Nier creator Taro Yoko is particularly fascinated with death: not only the concept itself, but also how different people respond to it.
Yoko’s interest in the subject, as we’ve previously discussed, stems from a traumatic experience in his youth when he witnessed the accidental, easily avoidable death of a friend and discovered, to his surprise, that there was something oddly humorous in the moment as well as it being horrifying. Someone’s existence had come to a premature end, yes, but there was something fundamentally ridiculous about how it had happened; how sudden it was; and how everyone was powerless in the moment to prevent it from happening.
The inherent ridiculousness of death — particularly accidental death — is something that gamers have been familiar with for many years. And so what better medium through which to explore the concept itself — and what better characters to do so with than those that can’t die through conventional means?
Continue reading Nier Automata: Narrative, Themes and Characterisation
Nier creator Taro Yoko has some strong opinions about how to keep games interesting.
Last time, we heard how he felt that modern triple-A games were often fun for the first twenty minutes, but that he often became concerned these initially impressive titles would become tiresome after twenty or more hours. It was this mindset that caused him to design the original Nier with so many unusual features to it, and many of these — and more — have carried across to Nier: Automata.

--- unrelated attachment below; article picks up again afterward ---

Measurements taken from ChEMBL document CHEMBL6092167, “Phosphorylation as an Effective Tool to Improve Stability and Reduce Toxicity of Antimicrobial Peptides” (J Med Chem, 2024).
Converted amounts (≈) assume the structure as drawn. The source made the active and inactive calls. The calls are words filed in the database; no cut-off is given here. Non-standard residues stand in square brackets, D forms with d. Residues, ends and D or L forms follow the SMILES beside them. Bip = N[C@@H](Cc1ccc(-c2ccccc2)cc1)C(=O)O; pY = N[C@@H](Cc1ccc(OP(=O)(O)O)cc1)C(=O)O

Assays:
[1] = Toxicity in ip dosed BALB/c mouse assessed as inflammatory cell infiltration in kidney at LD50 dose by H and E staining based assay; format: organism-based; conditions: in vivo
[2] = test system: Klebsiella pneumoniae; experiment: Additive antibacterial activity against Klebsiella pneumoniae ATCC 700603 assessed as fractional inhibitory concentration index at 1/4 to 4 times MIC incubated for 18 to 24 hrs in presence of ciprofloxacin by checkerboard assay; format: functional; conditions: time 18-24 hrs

Today, then, we’ll take a look at Nier: Automata’s mechanical aspects — and how Yoko’s collaboration with Platinum Games has helped him to realise his vision better than ever before.
Continue reading Nier Automata: Creating a Game That is “Unexpected”, That “Keeps Changing Form”
Nier: Automata is a fascinating game in its own right, but it becomes even more of an interesting story when you take it in context of everything that led to its creation.
In order to understand Nier: Automata and its predecessors, it is particularly important to understand creator Taro Yoko, one of the most distinctive “auteurs” in all of video game making — albeit one who, until the release of Automata, had largely flown under the radar in stark contrast to his contemporaries such as Hideo Kojima.
Yoko is a creator who, it’s fair to say, has consistently pushed back against the boundaries of what is “accepted practice” in video game development — both in terms of subject matter and mechanical considerations. And the results of his resistance to conventions and norms are some of the most distinctive and interesting — albeit sometimes flawed — creations in all of gaming.
Continue reading Nier Automata: Introduction and History
For all the criticisms it’s possible to level at Final Fantasy XV, post-launch support isn’t one of them.
Square Enix has not only been preparing for the release of character-centric DLC packages focusing on each of protagonist Noctis’ companions, but also refining and expanding the base game into something that the company clearly intends to be a “platform” for substantial added content for some time yet.